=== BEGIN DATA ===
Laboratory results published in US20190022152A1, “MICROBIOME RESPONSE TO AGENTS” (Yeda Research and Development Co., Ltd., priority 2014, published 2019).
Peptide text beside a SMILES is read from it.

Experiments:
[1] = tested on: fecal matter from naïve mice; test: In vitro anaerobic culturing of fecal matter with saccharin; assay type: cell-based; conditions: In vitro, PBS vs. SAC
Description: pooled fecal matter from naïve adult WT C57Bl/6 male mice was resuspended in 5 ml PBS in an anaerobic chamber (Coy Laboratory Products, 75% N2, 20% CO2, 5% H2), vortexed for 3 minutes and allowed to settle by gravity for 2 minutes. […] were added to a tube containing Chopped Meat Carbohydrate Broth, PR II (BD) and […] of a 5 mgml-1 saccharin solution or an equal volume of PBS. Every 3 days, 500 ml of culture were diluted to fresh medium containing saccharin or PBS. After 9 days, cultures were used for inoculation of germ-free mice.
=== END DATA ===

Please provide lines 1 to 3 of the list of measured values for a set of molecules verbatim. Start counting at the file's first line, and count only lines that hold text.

Laboratory results published in US20190022152A1, “MICROBIOME RESPONSE TO AGENTS” (Yeda Research and Development Co., Ltd., priority 2014, published 2019).
Peptide text beside a SMILES is read from it.

Experiments: